The Church of the Prophet Elias

The Church of Prophet Elias (Profitis Ilias) is at Olympiados and Profitis Ilias Streets in Ano Poli (Upper Town). It was constructed on a natural hill and used to have a panoramic view of Thessaloniki. The church is designed in the Mount Athos architectural stle, featuring an ornate dome and characteristic decorative brickwork elements. The restoration of the church took place between 1956 and 1961. The exquisite murals that embellished the church significantly influenced the later Serbian school of iconography.

The Byzantine Baths

The Byzantine Baths located in Thessaloniki are the only ones that have survived in Greece. They are situated in Ano Poli (Upper Town) and are nestled between tall buildings. According to historical records, the construction of the baths was completed around 1300 AD, and they remained in operation for seven centuries, finally closing down in 1940. They are still considered a significant part of the city's social history and are regarded as a living testament to its rich cultural heritage.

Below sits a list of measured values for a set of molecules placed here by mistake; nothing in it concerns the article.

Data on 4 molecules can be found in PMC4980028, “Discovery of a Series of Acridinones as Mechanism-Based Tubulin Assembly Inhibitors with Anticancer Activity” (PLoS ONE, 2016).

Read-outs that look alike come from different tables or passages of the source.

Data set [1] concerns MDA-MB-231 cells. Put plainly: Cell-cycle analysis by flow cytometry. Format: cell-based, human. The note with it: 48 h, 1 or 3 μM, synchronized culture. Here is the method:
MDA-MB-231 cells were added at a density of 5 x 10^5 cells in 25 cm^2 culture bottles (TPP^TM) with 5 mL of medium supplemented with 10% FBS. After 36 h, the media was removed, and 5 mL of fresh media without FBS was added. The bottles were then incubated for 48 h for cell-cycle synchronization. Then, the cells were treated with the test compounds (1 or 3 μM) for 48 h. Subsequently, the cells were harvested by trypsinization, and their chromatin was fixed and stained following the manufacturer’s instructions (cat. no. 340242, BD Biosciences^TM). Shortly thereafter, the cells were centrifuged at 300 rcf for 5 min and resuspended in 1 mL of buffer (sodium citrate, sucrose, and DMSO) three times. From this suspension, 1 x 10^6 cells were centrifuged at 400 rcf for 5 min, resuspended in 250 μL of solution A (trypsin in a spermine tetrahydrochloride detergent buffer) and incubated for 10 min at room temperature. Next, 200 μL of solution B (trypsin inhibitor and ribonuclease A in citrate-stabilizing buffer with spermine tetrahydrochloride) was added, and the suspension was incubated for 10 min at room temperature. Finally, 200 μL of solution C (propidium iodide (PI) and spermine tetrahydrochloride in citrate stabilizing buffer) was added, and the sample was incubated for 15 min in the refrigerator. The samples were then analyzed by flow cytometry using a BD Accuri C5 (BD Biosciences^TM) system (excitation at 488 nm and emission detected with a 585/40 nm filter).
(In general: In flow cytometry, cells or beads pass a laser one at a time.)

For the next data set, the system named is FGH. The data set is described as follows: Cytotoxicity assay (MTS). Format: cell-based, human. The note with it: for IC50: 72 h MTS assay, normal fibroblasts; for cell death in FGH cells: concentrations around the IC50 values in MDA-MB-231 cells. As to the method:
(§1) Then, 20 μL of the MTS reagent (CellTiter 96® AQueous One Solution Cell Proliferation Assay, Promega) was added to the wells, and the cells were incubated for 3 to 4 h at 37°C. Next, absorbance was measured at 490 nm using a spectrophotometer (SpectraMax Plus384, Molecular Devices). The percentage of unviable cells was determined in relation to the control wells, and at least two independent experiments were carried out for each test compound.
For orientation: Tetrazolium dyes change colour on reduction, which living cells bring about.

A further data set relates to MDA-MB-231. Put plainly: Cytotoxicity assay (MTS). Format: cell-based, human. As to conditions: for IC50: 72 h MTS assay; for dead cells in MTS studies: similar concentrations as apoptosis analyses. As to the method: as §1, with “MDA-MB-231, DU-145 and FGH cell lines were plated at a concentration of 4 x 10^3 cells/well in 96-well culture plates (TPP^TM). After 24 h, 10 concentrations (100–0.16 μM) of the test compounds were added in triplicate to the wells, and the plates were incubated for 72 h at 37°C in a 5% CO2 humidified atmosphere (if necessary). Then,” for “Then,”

The walls of Thessaloniki

The history of Thessaloniki is closely tied to its walls, which were built following the Roman wall to protect the town from repeated incursions by the Thracian races in the 1st century BC. The Byzantine wall had many towers and was frequently restored, with the governors of Thessaloniki always taking care to protect the lives of the city's inhabitants within its stone embrace.

One of the most recognizable fortified complexes in the Balkan region is the Heptapyrgion Fortress, also known as the Seven Towers Fortress. This fortress dominates the northeastern perimeter of the walls. Its enclosed core was completed during the mid-Byzantine period. Today, the fortress has been renovated, and its interior is under the jurisdiction of the Ministry of Culture and Tourism.